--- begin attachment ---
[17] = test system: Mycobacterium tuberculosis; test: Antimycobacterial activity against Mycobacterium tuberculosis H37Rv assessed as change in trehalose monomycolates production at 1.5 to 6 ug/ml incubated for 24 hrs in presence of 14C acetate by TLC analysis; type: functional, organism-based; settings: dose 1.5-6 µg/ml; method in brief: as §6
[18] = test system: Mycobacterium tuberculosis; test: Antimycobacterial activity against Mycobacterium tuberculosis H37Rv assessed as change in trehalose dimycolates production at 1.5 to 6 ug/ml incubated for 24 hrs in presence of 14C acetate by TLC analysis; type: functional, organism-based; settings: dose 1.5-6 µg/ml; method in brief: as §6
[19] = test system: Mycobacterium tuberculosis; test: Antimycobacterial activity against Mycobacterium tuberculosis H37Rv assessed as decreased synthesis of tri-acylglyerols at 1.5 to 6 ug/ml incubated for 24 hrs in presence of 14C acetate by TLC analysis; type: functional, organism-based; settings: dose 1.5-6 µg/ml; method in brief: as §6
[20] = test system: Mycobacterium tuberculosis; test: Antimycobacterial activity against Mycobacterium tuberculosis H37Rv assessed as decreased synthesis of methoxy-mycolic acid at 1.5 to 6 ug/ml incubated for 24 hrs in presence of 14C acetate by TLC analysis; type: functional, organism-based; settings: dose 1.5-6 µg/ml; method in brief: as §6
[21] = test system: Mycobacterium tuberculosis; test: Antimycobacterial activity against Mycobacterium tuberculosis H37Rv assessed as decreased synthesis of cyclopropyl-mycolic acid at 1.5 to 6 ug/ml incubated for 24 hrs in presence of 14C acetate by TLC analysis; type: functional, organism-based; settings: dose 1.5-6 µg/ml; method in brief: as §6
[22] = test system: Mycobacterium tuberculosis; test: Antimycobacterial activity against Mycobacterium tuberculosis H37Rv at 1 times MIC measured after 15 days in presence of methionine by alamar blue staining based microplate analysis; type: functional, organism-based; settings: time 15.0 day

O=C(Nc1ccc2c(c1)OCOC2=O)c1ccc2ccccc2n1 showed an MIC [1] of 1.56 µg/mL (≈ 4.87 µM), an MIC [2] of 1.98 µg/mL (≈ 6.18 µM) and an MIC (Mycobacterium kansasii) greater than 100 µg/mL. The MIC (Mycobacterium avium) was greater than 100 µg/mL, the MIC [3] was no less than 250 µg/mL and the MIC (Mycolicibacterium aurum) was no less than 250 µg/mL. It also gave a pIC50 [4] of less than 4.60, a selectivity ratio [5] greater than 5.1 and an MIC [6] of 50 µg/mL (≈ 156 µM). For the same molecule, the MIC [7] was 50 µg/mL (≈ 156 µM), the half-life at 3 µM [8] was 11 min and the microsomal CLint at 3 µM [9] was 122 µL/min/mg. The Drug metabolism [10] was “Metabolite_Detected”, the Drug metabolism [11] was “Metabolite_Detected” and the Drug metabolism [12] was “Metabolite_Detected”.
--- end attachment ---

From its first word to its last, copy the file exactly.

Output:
[17] = test system: Mycobacterium tuberculosis; test: Antimycobacterial activity against Mycobacterium tuberculosis H37Rv assessed as change in trehalose monomycolates production at 1.5 to 6 ug/ml incubated for 24 hrs in presence of 14C acetate by TLC analysis; type: functional, organism-based; settings: dose 1.5-6 µg/ml; method in brief: as §6
[18] = test system: Mycobacterium tuberculosis; test: Antimycobacterial activity against Mycobacterium tuberculosis H37Rv assessed as change in trehalose dimycolates production at 1.5 to 6 ug/ml incubated for 24 hrs in presence of 14C acetate by TLC analysis; type: functional, organism-based; settings: dose 1.5-6 µg/ml; method in brief: as §6
[19] = test system: Mycobacterium tuberculosis; test: Antimycobacterial activity against Mycobacterium tuberculosis H37Rv assessed as decreased synthesis of tri-acylglyerols at 1.5 to 6 ug/ml incubated for 24 hrs in presence of 14C acetate by TLC analysis; type: functional, organism-based; settings: dose 1.5-6 µg/ml; method in brief: as §6
[20] = test system: Mycobacterium tuberculosis; test: Antimycobacterial activity against Mycobacterium tuberculosis H37Rv assessed as decreased synthesis of methoxy-mycolic acid at 1.5 to 6 ug/ml incubated for 24 hrs in presence of 14C acetate by TLC analysis; type: functional, organism-based; settings: dose 1.5-6 µg/ml; method in brief: as §6
[21] = test system: Mycobacterium tuberculosis; test: Antimycobacterial activity against Mycobacterium tuberculosis H37Rv assessed as decreased synthesis of cyclopropyl-mycolic acid at 1.5 to 6 ug/ml incubated for 24 hrs in presence of 14C acetate by TLC analysis; type: functional, organism-based; settings: dose 1.5-6 µg/ml; method in brief: as §6
[22] = test system: Mycobacterium tuberculosis; test: Antimycobacterial activity against Mycobacterium tuberculosis H37Rv at 1 times MIC measured after 15 days in presence of methionine by alamar blue staining based microplate analysis; type: functional, organism-based; settings: time 15.0 day

O=C(Nc1ccc2c(c1)OCOC2=O)c1ccc2ccccc2n1 showed an MIC [1] of 1.56 µg/mL (≈ 4.87 µM), an MIC [2] of 1.98 µg/mL (≈ 6.18 µM) and an MIC (Mycobacterium kansasii) greater than 100 µg/mL. The MIC (Mycobacterium avium) was greater than 100 µg/mL, the MIC [3] was no less than 250 µg/mL and the MIC (Mycolicibacterium aurum) was no less than 250 µg/mL. It also gave a pIC50 [4] of less than 4.60, a selectivity ratio [5] greater than 5.1 and an MIC [6] of 50 µg/mL (≈ 156 µM). For the same molecule, the MIC [7] was 50 µg/mL (≈ 156 µM), the half-life at 3 µM [8] was 11 min and the microsomal CLint at 3 µM [9] was 122 µL/min/mg. The Drug metabolism [10] was “Metabolite_Detected”, the Drug metabolism [11] was “Metabolite_Detected” and the Drug metabolism [12] was “Metabolite_Detected”.